While we were staying with K.P.’s lovely family in Jaipur, Ryan, Charleli and I couldn’t miss the opportunity to take a day trip to the famous Pushkar Camel Fair. The Pushkar Camel Fair is one of the world’s largest camel fairs, an annual five-day event that includes not only the buying and selling of livestock but also competitions such as “who has the longest moustache?”
As always, getting to our destination was an adventure in itself. Our first autorickshaw took us to the train station rather than the bus station and was gone with another customer before we realized our mistake. Our next ride was marginally more helpful. Instead of taking us to the public bus station, he took us to a private bus company where he would be paid commission. Fair enough, but the bus didn’t leave for 2 hours! We then insisted he take us to the public bus station, at which point he told us “oh no! No bus to Pushkar. Pushkar very very problem!” Somehow we eventually arrived at the station, and mistakenly paid the driver twice. Woops! Stupid tourists. The bus was squishy and full and just barely made it over the hill, but finally we had arrived in Pushkar!
Pushkar is beautifully located on the shores of Pushkar Lake and is one of the oldest existing cities in India. Like a mini (though MUCH cleaner) Varanasi, there are ghats located all along the lake shore peopled with women and children in bright saris every color of the rainbow bathing, washing and drying clothes against the light blue backdrop of the city’s buildings. Unfortunately, no photography was allowed along the ghats and so to be respectful, I obeyed (I know – shocking!).
You’d think that it would be quite easy to find thousands of camels and a fair, but if you’ve been reading this blog, you’ll know that Ryan, Charleli and I become dumber when we are together, at least when it comes to finding things. We must have walked down every street in every direction before we finally found the GINORMOUS fair. I’ve never seen so many camels in my life! Let alone camels with brightly colored tassels, camels with dangling bells, camels with designs shaved into their fur, camels camels camels! You could pay for a ride on a camel or a ride on a wagon pulled by a camel. There were endless numbers of camels dotting the landscape, their owners sitting nearby, chatting with other camel owners, discussing camel-y things. If you’ve ever heard the strange noises a camel makes, imagine thousands of camels making thousands of weird, and often very rude, camel noises. At one point we heard what sounded like a very painful camel-y scream and discovered a camel being held by about 5 men, having its nose pierced. YOWZA! His nose ring was slightly bigger than mine, but still, come on camel, suck it up and be a man. There were also dozens, if not hundreds of gorgeous horses being bought, sold and traded. All except the dead one we passed in the middle of the path. Hopefully that guy got his money back.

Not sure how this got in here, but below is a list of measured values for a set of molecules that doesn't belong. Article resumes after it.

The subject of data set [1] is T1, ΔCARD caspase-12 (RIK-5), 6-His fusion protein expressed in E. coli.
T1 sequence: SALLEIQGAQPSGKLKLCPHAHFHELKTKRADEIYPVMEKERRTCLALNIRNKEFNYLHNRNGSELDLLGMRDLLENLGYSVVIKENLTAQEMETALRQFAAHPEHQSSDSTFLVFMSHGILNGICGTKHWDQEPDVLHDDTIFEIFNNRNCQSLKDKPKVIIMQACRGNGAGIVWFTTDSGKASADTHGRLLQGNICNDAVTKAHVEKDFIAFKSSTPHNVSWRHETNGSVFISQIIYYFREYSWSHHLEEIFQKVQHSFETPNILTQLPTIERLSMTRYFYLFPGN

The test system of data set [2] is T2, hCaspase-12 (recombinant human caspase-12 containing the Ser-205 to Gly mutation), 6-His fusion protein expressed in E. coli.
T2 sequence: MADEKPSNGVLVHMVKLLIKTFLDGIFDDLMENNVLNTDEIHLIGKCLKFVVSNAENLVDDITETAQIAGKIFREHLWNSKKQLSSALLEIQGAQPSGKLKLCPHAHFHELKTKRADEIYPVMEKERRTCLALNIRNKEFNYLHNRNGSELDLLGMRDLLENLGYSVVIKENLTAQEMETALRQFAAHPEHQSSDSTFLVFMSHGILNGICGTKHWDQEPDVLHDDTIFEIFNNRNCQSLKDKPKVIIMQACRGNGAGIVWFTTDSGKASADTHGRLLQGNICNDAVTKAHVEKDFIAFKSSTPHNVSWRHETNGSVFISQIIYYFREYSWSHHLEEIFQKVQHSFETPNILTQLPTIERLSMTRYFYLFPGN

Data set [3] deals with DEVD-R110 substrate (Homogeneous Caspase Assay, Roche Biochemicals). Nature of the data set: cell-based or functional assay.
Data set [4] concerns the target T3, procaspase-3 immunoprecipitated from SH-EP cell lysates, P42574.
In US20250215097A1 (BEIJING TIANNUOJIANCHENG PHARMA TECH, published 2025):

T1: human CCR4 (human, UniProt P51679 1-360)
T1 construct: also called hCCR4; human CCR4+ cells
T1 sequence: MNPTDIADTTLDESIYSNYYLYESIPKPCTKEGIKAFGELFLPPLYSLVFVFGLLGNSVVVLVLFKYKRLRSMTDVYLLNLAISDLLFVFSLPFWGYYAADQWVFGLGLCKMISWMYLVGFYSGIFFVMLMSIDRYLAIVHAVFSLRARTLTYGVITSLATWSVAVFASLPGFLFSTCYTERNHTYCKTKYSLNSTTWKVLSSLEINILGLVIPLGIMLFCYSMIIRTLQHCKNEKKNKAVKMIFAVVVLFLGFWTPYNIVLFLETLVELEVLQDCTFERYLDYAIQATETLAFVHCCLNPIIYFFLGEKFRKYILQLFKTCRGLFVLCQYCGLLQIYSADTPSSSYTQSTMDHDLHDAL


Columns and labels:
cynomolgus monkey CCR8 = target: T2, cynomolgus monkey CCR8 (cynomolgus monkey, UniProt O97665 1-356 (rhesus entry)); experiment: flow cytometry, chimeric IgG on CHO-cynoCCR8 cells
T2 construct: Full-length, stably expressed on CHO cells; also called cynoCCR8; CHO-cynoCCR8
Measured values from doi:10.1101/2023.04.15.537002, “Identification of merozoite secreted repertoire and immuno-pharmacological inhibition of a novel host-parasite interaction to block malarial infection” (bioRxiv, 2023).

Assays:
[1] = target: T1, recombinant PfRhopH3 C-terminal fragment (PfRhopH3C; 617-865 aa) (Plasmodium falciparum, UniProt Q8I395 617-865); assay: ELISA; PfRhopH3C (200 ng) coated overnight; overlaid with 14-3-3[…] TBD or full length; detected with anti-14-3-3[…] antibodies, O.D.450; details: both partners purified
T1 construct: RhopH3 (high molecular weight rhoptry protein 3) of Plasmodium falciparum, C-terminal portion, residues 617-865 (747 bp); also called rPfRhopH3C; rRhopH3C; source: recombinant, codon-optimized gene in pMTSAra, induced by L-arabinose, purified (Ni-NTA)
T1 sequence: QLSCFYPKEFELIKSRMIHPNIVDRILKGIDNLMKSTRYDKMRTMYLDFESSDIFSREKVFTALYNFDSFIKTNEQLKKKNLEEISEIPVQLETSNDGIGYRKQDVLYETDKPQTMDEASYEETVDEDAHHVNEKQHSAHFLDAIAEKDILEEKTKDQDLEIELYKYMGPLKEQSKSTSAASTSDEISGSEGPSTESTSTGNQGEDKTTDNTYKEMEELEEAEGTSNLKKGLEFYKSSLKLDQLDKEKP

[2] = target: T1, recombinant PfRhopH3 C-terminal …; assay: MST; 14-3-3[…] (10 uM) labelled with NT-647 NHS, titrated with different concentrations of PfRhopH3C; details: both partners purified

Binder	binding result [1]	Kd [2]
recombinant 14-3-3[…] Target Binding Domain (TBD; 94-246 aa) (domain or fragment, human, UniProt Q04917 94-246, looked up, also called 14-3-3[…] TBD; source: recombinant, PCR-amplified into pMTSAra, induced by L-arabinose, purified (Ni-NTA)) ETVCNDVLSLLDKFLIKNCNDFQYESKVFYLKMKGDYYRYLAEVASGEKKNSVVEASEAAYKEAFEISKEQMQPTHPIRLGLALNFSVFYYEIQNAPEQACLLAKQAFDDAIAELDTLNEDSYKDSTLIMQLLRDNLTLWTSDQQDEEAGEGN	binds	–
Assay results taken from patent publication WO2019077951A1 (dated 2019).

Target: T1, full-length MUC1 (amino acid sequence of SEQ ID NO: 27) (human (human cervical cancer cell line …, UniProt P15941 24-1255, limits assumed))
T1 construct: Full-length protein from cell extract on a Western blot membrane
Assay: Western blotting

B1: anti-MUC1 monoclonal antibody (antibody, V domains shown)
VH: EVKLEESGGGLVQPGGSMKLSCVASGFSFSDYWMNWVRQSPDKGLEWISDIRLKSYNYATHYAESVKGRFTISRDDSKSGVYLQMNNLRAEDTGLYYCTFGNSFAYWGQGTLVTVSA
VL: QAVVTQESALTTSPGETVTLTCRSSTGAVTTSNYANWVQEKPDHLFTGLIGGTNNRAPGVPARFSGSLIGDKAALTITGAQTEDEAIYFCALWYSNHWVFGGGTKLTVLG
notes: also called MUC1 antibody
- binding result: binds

The human part of the camel fair was just as interesting, if not quite a bit more annoying. Men following us around playing some sort of violin type thing and then demanding payment. Heck no, I did not ask for my own theme music and if I had, they would have been playing “The Final Countdown” or “Eye of the Tiger” or some other such epic tune. Women and children in lovely saris were often walking up to us and asking us to take their photo for a fee “Rajasthani photo?” No, thanks little lady. There were also snake charmers randomly placed amongst the camels and a wandering vet providing his services. Despite these varied and amazing sights, the three of us were still stared at constantly and asked to be in photos. One of my favorite moments was when a group of young men asked to take a photo of Ryan and I, but then at the last moment, they asked Ryan to get out of the photo. Bahahahahaha. Too funny. Ryan says I’m probably “in a relationship with” dozens of Indian men on Facebook now.
In addition to the livestock and people-watching, there was a huge mid-way being set up, complete with a very large Ferris wheel. Judging solely from my travelling midway experience in Canada, I’d think twice or three times about riding a Zipper in India. There were also endless stalls of goods to buy, including tassels of every colour for your camel’s best fair outfit.
Alas, as evening started to descend upon us, it was time to head home (as it were) to Jaipur and the delicious home cooking of K.P. and his family. The Pushkar Camel Fair was definitely a highlight of our India adventure, even if we missed the moustache contest!